There are more icicles. You assign points to them.

A three. A two. You shoot. You score.

This is fun. You’ve got ice points in the front. Bird points in the back. Let’s hear it for winter sports.

A Vulture’s Daydream.

December 9th, 2013

The trail hand was complaining about bad cards. Doc ignored him, and dealt the man another losing hand.

It was hot in the airless saloon. Doc was shining with sweat, and coughed into a handkerchief.

As Doc reached for the money in the center of the table, the trail hand suggested the deal had been less than fair. Everyone got quiet.

Both men rose from their chairs. Time stood still, and so did they. Head to head. Eye to eye.

Doc coughed. The trail hand didn’t care about the spray of fevered breath. He cared about Doc’s gun hand.

Doc said, “Sir, I am too unwell to draw at this time.” Backing away, palms open, he added, “Take the pot.” Doc turned, and disappeared through swinging doors into the Arizona night.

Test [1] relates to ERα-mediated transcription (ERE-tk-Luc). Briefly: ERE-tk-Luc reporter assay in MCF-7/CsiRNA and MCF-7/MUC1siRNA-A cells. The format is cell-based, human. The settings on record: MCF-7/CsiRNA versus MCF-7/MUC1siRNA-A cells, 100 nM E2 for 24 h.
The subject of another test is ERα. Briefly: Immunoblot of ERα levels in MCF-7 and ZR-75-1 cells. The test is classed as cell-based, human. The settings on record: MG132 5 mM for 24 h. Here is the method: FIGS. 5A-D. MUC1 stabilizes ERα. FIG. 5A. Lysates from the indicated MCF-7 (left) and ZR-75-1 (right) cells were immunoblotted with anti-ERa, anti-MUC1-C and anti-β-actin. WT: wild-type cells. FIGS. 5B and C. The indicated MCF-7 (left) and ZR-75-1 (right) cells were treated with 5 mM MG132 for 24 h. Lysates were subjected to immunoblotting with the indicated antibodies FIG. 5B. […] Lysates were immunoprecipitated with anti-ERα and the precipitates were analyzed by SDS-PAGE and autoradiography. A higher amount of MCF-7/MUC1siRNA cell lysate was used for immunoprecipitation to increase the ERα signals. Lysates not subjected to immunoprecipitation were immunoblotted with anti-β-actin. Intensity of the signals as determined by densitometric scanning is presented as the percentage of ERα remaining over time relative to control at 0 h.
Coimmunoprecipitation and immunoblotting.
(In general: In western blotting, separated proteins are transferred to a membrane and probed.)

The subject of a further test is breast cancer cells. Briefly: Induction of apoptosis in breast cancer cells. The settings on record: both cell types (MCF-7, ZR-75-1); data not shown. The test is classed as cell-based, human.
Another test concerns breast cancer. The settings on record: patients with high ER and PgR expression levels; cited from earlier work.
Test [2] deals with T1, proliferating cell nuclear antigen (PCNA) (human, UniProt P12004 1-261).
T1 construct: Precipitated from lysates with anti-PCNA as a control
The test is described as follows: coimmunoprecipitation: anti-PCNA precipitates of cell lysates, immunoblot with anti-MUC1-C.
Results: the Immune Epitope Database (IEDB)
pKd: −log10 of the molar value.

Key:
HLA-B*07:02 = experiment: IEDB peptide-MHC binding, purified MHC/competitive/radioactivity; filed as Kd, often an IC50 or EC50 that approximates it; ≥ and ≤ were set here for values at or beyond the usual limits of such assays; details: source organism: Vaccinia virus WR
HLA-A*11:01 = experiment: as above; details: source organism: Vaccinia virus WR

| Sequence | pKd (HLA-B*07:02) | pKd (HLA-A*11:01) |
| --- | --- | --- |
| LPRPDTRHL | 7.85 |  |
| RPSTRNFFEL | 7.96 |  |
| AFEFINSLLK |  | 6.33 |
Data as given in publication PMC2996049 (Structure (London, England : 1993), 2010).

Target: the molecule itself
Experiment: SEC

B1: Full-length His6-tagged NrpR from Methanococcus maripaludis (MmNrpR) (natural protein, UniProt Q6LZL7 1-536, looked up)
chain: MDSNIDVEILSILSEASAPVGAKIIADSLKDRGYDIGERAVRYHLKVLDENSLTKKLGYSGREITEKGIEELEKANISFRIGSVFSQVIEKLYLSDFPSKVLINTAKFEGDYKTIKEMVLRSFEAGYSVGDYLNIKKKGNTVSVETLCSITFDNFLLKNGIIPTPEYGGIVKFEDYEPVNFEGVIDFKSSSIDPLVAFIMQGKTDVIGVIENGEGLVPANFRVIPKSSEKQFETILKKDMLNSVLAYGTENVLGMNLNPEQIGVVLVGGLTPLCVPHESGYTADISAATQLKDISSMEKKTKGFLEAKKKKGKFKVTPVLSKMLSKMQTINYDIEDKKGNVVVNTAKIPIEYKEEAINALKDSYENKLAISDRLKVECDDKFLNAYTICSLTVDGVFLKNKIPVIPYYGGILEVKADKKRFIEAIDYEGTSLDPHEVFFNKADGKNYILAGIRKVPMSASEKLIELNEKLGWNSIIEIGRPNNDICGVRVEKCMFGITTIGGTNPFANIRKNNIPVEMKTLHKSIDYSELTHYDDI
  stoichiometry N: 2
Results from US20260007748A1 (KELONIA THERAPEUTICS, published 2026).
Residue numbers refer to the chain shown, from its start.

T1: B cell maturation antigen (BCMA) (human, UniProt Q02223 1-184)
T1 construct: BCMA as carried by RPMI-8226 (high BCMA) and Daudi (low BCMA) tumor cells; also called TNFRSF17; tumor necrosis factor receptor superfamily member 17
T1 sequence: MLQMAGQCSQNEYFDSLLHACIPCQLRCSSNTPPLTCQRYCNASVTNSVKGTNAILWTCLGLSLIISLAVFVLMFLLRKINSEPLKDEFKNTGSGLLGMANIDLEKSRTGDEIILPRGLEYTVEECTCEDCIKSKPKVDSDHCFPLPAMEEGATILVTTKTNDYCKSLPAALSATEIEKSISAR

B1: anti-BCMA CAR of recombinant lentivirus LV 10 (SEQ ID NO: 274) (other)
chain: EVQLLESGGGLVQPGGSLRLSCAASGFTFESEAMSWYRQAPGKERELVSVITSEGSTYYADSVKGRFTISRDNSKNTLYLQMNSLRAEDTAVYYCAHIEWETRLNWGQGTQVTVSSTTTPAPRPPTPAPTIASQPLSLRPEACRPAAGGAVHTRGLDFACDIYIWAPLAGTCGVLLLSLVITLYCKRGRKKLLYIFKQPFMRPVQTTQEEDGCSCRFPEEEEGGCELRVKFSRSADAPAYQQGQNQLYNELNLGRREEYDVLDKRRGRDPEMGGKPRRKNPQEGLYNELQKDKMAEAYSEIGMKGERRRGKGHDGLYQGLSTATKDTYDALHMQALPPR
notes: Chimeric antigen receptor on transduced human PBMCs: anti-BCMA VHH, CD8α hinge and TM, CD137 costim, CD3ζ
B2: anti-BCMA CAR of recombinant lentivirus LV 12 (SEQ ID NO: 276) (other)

Weeks later, back on the open range, the trail hand watched a Turkey Vulture circling him at end of day as he rode.

The vulture and a nagging cough had been recent acquisitions.

The trail hand, chilled and sweating, spit a bloody slime onto a nearby rock. The blood turned from red to black in the setting sun.

Doc Holiday never knew about the blackness on the rock, or that he’d earned himself another sort of notch.

Kicking a stereotype.

September 19th, 2013

Sunday, early. Bushwhacking through woods and fields. You see the first waves of fall migrants. Warblers, thrushes, hawks in groups. It’s a whole new ball game as the season changes.

But you can’t stay.

You gotta get home to watch the Bears kickoff. During the game, a familiar idea comes to mind: Stereotype busting.

(It’s the reason behind this website. You know: birders are rugged, not stereotypical geeks. We’ve said this before.)

How did the Bears kick a stereotype right out of the stadium? Here’s how:

Today’s new coach is a thin guy in glasses, and they say he’s got a law degree. Not exactly the old-time image of “Da Bears.”